Petrochemistry is made of a mixture of different hydrocarbons. Additionally, petroleum chemistry contains several more complex hydrocarbons such as asphaltenes. Each geographical location and hence oil field will produce raw petroleum with a different combination of molecules depending upon the overall percentage of each hydrocarbon it contains, this directly affects the coloration and viscosity of the petroleum chemistry. In extremely large quantities petroleum has been produced a lot of years by natural changes in organic materials. Offering the necessary building blocks petrochemicals allow downstream industries to originate and improve the quality of life.  Plant oils will replace petroleum in the coming year.

Petroleum refining processes are the chemical engineering processes and other facilities used in petroleum refineries (also referred to as oil refineries) to transform crude oil into useful products such as liquefied petroleum gas(LPG), gasoline or petrol, kerosene, jet fuel, diesel oil, and fuel oils. Petroleum refineries are very large industrial complexes that involve many different processing units and auxiliary facilities such as utility units and storage tanks. Each refinery has its own unique arrangement and combination of refining processes largely determined by the refinery location, desired products, and economic considerations. Some modern petroleum refineries process as much as 800,000 to 900,000 barrels (127,000 to 143,000 cubic meters) per day of crude oil.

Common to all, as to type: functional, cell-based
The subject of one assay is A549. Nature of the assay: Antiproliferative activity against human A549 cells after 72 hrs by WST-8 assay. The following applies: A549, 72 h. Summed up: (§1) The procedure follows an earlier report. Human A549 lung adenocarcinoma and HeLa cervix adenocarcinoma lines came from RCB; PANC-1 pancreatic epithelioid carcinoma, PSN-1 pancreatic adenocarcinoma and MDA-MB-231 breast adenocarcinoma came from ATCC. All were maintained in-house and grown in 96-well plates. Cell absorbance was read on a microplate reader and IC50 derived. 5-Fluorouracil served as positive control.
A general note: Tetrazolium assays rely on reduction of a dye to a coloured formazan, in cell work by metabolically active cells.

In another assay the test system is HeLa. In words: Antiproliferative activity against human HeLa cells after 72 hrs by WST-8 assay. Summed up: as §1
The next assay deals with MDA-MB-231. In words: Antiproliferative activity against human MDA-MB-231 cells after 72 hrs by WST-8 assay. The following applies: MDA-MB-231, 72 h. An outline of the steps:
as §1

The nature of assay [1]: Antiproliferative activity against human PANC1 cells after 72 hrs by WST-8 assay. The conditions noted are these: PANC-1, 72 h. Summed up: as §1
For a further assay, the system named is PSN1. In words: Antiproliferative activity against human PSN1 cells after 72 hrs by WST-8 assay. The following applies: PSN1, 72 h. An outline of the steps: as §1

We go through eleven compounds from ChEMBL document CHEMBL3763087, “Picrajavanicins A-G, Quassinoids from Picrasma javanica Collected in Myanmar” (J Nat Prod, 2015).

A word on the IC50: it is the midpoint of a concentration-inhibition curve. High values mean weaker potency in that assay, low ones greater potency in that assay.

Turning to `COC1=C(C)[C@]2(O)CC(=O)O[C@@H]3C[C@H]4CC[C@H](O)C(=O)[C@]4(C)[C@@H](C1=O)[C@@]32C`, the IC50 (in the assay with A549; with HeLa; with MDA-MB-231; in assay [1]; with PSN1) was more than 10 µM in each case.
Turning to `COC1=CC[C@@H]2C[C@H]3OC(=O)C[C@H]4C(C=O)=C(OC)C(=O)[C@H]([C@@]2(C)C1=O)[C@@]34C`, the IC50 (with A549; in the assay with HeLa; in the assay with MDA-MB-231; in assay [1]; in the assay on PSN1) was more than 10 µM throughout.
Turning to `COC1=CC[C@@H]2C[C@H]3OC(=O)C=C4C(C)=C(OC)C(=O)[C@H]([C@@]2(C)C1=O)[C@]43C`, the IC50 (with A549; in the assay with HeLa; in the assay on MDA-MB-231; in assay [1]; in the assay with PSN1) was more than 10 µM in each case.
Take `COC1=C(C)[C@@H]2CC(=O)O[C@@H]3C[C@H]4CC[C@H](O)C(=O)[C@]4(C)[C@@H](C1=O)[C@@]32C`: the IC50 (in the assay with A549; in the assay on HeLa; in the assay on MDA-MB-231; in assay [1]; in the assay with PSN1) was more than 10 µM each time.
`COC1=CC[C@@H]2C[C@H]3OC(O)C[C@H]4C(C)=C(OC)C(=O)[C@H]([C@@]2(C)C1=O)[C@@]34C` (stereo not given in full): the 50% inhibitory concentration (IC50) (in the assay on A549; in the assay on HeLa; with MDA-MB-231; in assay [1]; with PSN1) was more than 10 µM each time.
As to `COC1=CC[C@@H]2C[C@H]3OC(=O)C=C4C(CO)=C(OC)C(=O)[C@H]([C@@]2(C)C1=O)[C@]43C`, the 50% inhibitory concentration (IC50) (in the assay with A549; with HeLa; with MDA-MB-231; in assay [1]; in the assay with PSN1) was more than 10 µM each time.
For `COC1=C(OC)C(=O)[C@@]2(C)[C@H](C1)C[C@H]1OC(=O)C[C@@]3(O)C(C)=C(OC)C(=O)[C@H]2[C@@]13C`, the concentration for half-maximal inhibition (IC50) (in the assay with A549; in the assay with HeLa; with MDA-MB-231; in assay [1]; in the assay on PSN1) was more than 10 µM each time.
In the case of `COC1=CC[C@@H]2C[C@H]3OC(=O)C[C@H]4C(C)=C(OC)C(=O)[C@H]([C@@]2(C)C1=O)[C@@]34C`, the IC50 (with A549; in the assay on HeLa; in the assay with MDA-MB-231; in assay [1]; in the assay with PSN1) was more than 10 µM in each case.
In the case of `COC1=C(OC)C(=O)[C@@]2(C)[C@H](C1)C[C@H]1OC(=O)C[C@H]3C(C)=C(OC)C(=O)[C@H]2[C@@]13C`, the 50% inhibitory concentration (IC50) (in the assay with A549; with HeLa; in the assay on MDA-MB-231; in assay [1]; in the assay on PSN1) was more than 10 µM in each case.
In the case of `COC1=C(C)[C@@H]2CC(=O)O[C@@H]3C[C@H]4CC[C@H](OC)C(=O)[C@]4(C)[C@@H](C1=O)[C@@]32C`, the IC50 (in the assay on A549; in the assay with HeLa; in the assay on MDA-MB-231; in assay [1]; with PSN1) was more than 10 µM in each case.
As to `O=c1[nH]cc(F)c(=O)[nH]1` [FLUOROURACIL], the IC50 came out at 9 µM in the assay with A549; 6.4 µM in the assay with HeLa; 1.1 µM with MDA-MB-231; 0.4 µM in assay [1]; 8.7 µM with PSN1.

Crude and condensate production in 2015 averaged 50,600 bpd, up from 2014 production of 48,800 bpd. The black oil rate reached a high of 51,000 bpd in June 2015, with a yearly average of 46,200 bpd. Several key projects were completed to improve oil and gas production, handling capacity, surveillance, and reduce downtime.

Oil operations successfully commissioned 65 new oil wells.  These new wells contributed significantly to the production stabilization in 2015. At year-end, 1007 active oil and gas producers were on production. Total Khuff gas production averaged 1.3 bcfd, with a peak production rate of 1.7 bcfd in August 2015.